"This (development) would take away from the lovely beauty of that Salt Creek Canyon," Fritchle said.

Commissioner Michele Goedert, who voted against the recommendation, said there’s much to like about the project, such as its diversity of homes, proposed parks and open spaces, and a trail easement along Salt Creek. But Goedert said she couldn’t reconcile the deep intrusion of the custom lots into the greenway.

"I do believe this is in clear conflict with the greenway policy," Goedert said. "It’s an unprecedented encroachment."

The development proposal would allow for official public easement on the existing Salt Creek Trail, which is a popular route with area mountain bikers and hikers. As a condition of the subdivision agreement, SPI would also contribute $125,000 to trail improvements on the nearby Buenaventura Trail. Commissioner Smith took issue with more money going to the Buenaventura Trail, favoring instead improvements to the existing Salt Creek Trail, which is rocky and has portions of exposed steep cliffs.

The commission’s recommendation included reducing the lengths of the fire buffer zones for the custom lots to reduce the environmental impact on Salt Creek. SPI consultants had disputed the lengths needed for effective fire buffer zones. The developer agreed to take one custom lot out of the plan design which was particularly close to Salt Creek, said Mike Dormer of the planning and engineering firm Sharrah Dunlap Sawyer. Dormer and Land Development Manager Gary Blanc were the lead presenters for SPI.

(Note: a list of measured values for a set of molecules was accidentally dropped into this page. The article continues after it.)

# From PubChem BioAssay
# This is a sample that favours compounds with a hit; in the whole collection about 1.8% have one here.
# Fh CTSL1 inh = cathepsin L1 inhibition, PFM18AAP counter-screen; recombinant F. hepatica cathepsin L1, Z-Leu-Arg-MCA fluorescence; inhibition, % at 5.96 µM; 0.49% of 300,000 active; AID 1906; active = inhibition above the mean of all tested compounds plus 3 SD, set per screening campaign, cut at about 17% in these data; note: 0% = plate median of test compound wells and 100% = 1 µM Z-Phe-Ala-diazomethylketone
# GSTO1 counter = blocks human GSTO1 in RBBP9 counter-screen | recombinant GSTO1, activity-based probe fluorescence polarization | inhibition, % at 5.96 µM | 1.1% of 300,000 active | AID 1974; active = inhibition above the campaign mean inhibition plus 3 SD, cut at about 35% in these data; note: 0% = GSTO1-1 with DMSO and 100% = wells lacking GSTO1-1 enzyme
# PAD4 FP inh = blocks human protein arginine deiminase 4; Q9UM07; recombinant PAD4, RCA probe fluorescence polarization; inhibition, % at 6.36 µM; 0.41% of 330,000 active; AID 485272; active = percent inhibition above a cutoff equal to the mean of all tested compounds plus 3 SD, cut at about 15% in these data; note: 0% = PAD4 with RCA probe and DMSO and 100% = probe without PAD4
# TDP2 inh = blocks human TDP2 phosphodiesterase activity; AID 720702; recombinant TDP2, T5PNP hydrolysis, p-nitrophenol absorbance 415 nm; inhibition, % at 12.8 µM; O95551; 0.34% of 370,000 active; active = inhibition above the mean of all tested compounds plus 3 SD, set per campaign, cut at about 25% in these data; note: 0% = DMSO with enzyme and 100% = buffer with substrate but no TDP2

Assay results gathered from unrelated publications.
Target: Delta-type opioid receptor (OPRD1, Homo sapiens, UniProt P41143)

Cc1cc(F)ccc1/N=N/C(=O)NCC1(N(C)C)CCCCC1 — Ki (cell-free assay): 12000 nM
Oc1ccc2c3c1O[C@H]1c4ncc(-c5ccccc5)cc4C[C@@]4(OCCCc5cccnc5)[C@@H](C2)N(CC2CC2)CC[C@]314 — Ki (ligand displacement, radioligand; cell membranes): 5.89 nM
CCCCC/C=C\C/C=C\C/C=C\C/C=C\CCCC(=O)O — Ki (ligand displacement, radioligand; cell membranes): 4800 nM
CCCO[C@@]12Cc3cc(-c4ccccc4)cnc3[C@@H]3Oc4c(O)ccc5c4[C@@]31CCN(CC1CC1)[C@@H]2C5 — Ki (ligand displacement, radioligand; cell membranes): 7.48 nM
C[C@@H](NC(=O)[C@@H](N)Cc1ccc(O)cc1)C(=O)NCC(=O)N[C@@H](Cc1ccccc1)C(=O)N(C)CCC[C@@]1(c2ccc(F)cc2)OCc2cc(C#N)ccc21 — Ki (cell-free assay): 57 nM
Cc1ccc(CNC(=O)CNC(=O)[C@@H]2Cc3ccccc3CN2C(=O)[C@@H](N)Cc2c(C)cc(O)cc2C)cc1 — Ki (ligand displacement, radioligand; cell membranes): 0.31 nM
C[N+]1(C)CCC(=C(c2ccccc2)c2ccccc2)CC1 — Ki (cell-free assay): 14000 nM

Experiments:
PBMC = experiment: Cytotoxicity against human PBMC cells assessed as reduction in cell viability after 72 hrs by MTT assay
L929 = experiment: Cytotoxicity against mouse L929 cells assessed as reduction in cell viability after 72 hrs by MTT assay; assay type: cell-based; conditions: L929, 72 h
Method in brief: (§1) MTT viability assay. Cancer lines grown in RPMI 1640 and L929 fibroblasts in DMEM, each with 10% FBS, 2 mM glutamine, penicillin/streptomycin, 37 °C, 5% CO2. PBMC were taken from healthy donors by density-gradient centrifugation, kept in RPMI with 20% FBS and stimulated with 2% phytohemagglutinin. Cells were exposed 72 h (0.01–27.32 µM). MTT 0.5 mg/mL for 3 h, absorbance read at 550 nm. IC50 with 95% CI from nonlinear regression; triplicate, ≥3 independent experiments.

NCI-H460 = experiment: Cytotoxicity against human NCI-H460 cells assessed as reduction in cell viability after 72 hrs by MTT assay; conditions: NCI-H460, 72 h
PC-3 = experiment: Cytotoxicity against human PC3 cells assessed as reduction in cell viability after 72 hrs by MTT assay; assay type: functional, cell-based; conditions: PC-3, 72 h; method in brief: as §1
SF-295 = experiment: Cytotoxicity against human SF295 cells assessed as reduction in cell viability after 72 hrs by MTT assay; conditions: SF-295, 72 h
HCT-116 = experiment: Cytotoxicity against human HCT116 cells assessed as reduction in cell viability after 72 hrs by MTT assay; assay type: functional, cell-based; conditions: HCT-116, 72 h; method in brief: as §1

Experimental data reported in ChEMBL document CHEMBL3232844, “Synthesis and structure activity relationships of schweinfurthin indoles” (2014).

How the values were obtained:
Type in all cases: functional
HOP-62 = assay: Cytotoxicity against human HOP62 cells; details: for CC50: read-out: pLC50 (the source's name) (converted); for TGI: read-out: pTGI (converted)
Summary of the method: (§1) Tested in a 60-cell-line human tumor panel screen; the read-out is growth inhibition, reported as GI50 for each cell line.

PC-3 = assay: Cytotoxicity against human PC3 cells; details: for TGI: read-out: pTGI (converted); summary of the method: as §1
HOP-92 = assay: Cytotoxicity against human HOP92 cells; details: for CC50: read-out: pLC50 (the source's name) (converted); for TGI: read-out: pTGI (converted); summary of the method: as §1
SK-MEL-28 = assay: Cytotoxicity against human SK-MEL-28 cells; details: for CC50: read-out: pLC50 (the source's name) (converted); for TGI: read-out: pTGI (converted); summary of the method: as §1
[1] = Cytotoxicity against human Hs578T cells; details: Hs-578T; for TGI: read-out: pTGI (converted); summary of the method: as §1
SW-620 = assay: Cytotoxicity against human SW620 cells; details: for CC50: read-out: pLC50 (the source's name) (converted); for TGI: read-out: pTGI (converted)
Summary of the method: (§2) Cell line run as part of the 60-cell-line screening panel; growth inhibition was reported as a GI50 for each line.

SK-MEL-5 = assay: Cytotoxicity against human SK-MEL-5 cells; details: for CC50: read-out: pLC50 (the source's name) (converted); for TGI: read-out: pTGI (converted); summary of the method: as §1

Following the meeting, Commissioner Chris Young, who voted for the recommendation, said he believes there are misconceptions about the development’s true impacts on the canyon. The proposed custom lots would be well above Salt Creek and probably not even be visible from the trail.

"I’ve gone out and walked every one of these (lot areas) twice," Young said. "I really don’t feel it’s going to grossly intrude into that canyon. When this is all done, I suspect people are going to say, ‘What was all the fuss about?’"

Young acknowledged that Sierra Pacific Industries is a "magnet for attention." The timber industry giant is the largest private land owner in the United States and frequently faces opposition to its projects.

"People have an opinion as to whether SPI is looking out for the environment of not," Young said. "I’m of the opinion that they are a good corporate neighbor."

Salt Creek Heights image from Sharrah Dunlap Sawyer Inc.

jim-dyar-125 Jim Dyar is a news, arts and entertainment journalist for A News Cafe and the former arts and entertainment editor for the Record Searchlight’s D.A.T.E. section. Jim is also a songwriter and leader of the Jim Dyar Band. He lives in Redding. E-mail him at jimd.anewscafe@gmail.com .

Jim Dyar

is a journalist who focuses on arts, entertainment, music and the outdoors. He is a songwriter and leader of the Jim Dyar Band. He lives in Redding and can be reached at jimd.anewscafe@gmail.com